The big Panda update is also known as ‘Farmer update’. Google started pulling the strings on the website’s that had duplicate/thin content. The sole purpose here was to improve the ranking of the website that had good content. Many websites got the burn, with millions of were taken aback by this sudden change. This was an SEO game changer!

Here is one interesting fact about it. This update was named after Navneet Panda, an Indian who worked very hard at Google to make this algorithm.

In mid-2011, Panda 2.0 strikes again with additional factors related to duplicate content and then the series of Panda update kept on rolling.

Google dropped another bomb on SEO professionals around October, by encrypting keywords data in Analytics tools. Google completely stopped showing from which keywords webmasters got traffic. Webmasters were heavily dependent on keywords data for optimizing and analyzing. No one knew what keyword worked the best to bring conversions. Soon Google started showing rough data in Google Webmaster tool about Search Queries but the data wasn’t much reliable.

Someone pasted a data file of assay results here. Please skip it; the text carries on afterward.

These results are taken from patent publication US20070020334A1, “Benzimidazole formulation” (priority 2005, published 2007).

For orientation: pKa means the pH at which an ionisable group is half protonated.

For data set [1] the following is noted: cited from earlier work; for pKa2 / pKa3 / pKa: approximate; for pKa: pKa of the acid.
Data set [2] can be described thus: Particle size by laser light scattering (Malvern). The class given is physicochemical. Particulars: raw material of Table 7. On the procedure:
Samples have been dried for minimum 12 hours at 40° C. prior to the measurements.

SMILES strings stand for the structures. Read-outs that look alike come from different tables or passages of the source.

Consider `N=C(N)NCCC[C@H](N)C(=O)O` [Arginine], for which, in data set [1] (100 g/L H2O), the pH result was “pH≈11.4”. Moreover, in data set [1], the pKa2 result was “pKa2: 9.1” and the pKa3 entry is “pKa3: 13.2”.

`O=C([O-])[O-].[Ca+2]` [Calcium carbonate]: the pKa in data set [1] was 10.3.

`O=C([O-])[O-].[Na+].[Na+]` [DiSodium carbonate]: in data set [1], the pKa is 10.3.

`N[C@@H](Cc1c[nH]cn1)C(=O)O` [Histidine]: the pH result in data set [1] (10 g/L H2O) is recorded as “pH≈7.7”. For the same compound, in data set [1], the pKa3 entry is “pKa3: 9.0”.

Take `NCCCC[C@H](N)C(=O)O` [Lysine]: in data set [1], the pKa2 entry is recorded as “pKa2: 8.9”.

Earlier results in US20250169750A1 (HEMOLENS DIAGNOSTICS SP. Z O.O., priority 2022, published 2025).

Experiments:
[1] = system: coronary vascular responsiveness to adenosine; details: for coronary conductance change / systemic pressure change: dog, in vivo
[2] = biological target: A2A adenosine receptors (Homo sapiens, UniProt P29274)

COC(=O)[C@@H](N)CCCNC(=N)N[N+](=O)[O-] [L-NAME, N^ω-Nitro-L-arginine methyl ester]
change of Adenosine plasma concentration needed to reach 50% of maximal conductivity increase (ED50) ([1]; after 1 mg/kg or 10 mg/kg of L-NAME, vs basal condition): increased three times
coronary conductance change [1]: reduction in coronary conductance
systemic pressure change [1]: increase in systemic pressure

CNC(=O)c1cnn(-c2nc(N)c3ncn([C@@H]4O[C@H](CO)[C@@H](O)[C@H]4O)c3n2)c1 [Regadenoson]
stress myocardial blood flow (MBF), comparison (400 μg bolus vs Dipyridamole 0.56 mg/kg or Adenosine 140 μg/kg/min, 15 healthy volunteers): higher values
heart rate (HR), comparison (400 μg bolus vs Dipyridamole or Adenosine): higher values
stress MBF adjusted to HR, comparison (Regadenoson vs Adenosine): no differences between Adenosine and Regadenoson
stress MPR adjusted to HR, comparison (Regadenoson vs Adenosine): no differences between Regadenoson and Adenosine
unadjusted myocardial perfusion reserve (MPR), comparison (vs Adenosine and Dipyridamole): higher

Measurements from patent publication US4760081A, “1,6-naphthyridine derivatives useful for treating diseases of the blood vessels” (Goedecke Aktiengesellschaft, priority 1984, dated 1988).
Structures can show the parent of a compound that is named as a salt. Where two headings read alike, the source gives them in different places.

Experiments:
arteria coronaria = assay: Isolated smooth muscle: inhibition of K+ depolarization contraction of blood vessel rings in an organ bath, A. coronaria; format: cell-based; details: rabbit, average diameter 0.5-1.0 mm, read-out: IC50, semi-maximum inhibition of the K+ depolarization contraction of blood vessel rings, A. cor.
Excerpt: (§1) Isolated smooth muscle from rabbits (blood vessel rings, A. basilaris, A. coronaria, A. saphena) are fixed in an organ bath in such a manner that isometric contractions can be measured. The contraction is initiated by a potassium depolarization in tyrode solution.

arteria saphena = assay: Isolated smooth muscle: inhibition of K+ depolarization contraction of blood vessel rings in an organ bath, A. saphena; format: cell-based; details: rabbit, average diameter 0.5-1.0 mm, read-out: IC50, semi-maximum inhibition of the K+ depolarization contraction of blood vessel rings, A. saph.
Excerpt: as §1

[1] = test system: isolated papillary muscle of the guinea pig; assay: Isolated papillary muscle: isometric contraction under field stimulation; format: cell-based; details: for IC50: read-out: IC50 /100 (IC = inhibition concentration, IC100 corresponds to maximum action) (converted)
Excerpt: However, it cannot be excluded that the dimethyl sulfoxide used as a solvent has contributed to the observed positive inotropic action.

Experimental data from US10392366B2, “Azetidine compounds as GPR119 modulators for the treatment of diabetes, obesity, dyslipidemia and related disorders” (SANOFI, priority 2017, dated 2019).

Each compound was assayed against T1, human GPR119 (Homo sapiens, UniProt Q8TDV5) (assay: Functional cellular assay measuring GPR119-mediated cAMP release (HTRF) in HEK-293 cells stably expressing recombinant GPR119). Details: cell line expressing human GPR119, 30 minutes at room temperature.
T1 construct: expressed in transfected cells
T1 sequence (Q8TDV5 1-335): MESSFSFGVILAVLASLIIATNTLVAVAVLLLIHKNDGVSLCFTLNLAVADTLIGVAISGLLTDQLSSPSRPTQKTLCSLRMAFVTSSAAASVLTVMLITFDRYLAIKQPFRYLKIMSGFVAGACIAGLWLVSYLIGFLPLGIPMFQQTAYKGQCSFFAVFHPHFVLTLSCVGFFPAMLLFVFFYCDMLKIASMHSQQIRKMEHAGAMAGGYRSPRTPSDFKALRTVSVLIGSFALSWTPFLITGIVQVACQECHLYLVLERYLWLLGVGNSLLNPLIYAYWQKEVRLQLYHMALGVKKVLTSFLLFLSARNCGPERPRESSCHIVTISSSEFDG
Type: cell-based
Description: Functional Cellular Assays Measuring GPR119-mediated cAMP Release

Even November didn’t spare any webmasters; Google added the freshness factor into the search algorithm that will now show fresh content higher in ranking for a specific set of keywords. Google Search uses a freshness algorithm, designed to give the most up-to-date results.

For example, If I search for India vs Pakistan cricket match, I want information about an on-going match, and not of 1900. This problem was solved with this algorithmic update.

The year 2011 was the most saddening year for all the SEO professionals.


At the start of 2012, Google made an algorithmic change where they penalised websites that were showing big advertisement above the fold. It was called “Top Heavy” update. The reason for this update was, lots of webmasters’ prime moto was to show ads to earn money and less on showing quality content. With this update, the situation started to change. Everyone started focusing on providing quality content.